Disabled Baths – How They Can Make Your Life Easier

December 28, 2012 by  
Filed under Business

In the past, many things were designed for the average person who was able-bodied and able to go through life with few practical issues. This meant that disabled people would have trouble accessing shopping malls, offices, cinemas, airplanes, trains, cars, baths, toilets, cupboards, and so much more. Fortunately, their voices have been heard and manufacturers are making a concerted effort to make their lives easier. Disabled baths are just one such example, and here is a closer look at the features.

Problems with using baths

The average bath has no railings, is slippery, is mounted higher than ground level, takes a long time to fill, and has a range of other issues that disabled people can face. Here is a quick look at some examples:

  1. Paralysed – if you are unable to use your legs then it will be very difficult to get into a bath that is higher than ground level
  2. Blind – the common problem is not being able to see where the taps are and whether it is hot or cold, and then there is the additional issue of not knowing how full it is.
  3. Limited hand use – this means that turning the bath on and off can be difficult
  4. Back and joint issues – this makes getting into and out of the bath very challenging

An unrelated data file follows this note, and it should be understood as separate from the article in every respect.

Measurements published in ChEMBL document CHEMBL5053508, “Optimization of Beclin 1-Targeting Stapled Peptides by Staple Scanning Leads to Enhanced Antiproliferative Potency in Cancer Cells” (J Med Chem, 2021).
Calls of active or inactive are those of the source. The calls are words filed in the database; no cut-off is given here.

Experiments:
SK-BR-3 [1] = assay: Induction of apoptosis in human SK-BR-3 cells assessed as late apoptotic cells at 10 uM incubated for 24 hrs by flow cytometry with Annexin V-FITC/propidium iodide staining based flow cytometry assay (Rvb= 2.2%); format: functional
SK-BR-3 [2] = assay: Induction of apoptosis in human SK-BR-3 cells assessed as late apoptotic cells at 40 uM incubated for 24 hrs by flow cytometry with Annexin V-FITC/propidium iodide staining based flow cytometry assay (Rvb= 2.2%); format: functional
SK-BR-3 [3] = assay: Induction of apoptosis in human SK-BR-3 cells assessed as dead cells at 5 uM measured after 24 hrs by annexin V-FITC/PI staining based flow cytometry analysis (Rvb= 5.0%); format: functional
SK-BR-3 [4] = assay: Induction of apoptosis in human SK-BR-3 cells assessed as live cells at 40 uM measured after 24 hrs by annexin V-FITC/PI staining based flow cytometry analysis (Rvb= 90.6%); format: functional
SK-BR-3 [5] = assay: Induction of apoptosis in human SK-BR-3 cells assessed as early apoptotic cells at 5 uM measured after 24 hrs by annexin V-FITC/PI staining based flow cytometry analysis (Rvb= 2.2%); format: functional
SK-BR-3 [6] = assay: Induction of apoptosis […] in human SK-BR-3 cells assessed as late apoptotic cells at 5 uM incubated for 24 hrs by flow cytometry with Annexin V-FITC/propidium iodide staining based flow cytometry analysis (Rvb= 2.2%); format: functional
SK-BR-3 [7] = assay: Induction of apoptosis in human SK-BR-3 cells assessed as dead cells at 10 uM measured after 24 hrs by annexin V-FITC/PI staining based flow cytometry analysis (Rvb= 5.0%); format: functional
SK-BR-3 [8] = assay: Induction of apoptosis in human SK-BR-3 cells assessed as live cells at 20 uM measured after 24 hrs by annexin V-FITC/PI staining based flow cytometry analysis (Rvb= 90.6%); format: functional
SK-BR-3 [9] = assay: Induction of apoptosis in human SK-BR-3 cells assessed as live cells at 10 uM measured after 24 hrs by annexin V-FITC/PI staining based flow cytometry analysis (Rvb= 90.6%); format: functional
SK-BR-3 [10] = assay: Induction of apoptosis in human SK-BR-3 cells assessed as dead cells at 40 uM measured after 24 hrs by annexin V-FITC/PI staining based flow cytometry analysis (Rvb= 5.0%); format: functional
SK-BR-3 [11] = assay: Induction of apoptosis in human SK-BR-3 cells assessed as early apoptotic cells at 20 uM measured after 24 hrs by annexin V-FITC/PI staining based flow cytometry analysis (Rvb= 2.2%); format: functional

Standard features

The standard features of disabled baths cater to the needs of the bulk of disabled people. You will find that searching for a disabled bath will generally lead you to a bath meant for people who struggle to get in.


This has given rise to some standard features. The first is that the tub is below ground level or at ground level but while having a door, constituting these as walk in baths. The railings are longer and strategically placed to help guide you in and out of the bath. The railings and floor are made of a special non-slip substance so that you can safely maintain your grip.

Modified baths

The modified disabled baths are specially designed to help people with unique problems. For example, those with joint problems will benefit from different tap fixtures, or even electric controls, which eliminate the need for turning anything. For blind people, brail can easily be used to label everything so that they know what is what. Some baths also allow you to set the level of filling, and this goes on to ensure that the bath doesn’t overflow.

Finding disabled baths

Thanks to the increase in demand and manufacture of disabled baths, there are more and more places that you can choose from in order to get them. Most big hardware or textile stores should have them. If you don’t have any luck there, then your best bet would be to look online and see if there are any companies in your area, or you can simply buy a bath online and have it delivered and installed.

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